Movie Reviews: Brave

Me and Pixar have been playing a game for the past few years. I go to the theater expecting every new movie of theirs to be the first bad one, and they continue to prove me wrong. Ignoring Cars 2, which I did not go see because it would have felt like cheating on my part, is this the one where I finally win?

I wouldn’t really call it winning, because I love Pixar and don’t want to see them begin their descent from the lofty throne of excellence they have inhabited for most of my life. Fortunately Brave is not the movie that begins the downfall of Pixar. At least I don’t think it is.

Brave is the story of Merida and her relationship with her mother. After some mystical doohickery they go off on an epic quest to right wrongs and keep their kingdom from falling into ruin. It’s very different from Pixar’s prior endeavors.

The most noticeable difference is that this is only the second Pixar movie to focus on an all (for most of the movie) human cast. And the first to take a shot at a traditional western fantasy story. While this may chase off many, I’ve always been a fan of good old medieval fantasy, the fact that it’s set in a primeval fantasy Scottland just makes it better.

The focus on familial conflict is a lot more mundane than most of Pixar’s other movies. To be honest, and this has been noted by others, it feels a lot more like a Disney movie than a Pixar movie. This isn’t necessarily a bad thing, but it certainly wasn’t what we were expecting.

I think it might be a sign of my age, but for a large part of the movie I could not stand Merida. It’s not that she’s a strong female character and I’m a mysoginistic old coot. No, rather it’s because she’s a teenage girl, and I’m a teenager hateing old coot. The problem is that while she shares the same stubborn streak as all prior Disney Princesses, she’s also a lot more vocal about it. Hearing her talk about how much she wants the freedom to make her own choice, while at the same time she is dooming a kingdom to possible destruction just does not gel with me.

And it’s not as if the writers weren’t aware of this, a throwaway line by Merida reveals that she is very aware that her refusal to choose a suitor could end in war, but she just does not care. While her mother is portrayed as cartoonishly overbearing, I just can’t sympathize with Merida because between the two of them Queen Elinor just seems the more reasonable. It’s not a matter of trying to control her daughter’s life because of being a control freak, rather Queen Elinor is well aware that her daughter not being betrothed to the son of one of the three great chieftains will end in war and people dying. It’s the same problem I had with the “Follow your heart” message of Mulan 2.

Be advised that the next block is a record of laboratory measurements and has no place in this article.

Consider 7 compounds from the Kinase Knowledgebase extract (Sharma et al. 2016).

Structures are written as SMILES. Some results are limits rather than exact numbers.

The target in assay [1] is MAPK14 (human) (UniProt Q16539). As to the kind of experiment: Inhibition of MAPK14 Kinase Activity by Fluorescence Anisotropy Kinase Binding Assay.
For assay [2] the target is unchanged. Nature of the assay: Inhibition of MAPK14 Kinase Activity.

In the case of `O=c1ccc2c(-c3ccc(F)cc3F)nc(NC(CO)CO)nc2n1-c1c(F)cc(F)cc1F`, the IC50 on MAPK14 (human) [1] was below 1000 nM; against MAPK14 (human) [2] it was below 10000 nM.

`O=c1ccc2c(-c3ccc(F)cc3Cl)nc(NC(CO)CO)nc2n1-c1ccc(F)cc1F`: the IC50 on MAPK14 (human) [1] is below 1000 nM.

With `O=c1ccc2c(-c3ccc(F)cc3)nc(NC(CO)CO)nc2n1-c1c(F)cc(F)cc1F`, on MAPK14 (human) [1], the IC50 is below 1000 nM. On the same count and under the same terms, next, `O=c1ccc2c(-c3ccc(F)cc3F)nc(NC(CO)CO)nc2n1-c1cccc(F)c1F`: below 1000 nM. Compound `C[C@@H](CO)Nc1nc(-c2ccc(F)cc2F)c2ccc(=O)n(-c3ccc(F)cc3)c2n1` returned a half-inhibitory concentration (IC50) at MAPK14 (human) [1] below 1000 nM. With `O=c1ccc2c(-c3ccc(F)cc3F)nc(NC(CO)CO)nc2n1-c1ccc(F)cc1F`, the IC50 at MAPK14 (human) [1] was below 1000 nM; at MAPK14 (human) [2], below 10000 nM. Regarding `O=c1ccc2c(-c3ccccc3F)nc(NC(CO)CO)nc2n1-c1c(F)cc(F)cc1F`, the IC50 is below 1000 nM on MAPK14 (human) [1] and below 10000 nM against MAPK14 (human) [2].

It doesn’t help that Merida herself is responsible for the main conflict of the movie. While I understand that the protagonist causing a problem and then having to fix it is a tried and true narrative technique, I still don’t quite like it. Though, I will admit it does provide better character growth than a story in which the main conflict’s source is an external one.

Fortunately, Brave is well aware that Merida is not entirely right. The big scene where Merida has to admit she was wrong has both Merida and Queen Elinor’s character arcs coming together. Both characters admit they were wrong, but Merida is the first to admit her faults, which I personally thought was fitting considering her behavior.

So I find it hard to determine what exactly I think of Brave. I certainly don’t think it was a bad movie, and I definitely enjoyed myself. But at the same time there are a few flaws that I can’t help but point out. I suppose that if I was forced to, I’d have to recommend Brave to anyone that is a fan of Pixar. Just be aware that while you will enjoy yourself, the movie won’t blow your mind.

I suppose this is a possibility that I didn’t consider. I thought the decline of Pixar would start with a horrid movie. Instead it is very possible that Pixar’s descent will start with a line of mediocre movies. Which in its own way is far more tragic than a sudden descent into infamy.

Perhaps I’m looking at this all wrong. Rather than continually worry about when Pixar will finally start its decline, as it inevitably must, perhaps I should just enjoy the ride while I can. And that’s how I think we should all view Brave. It’s not the critical powerhouse that Toy Story 3 was, but it’s still a serviceable movie that anyone can enjoy.

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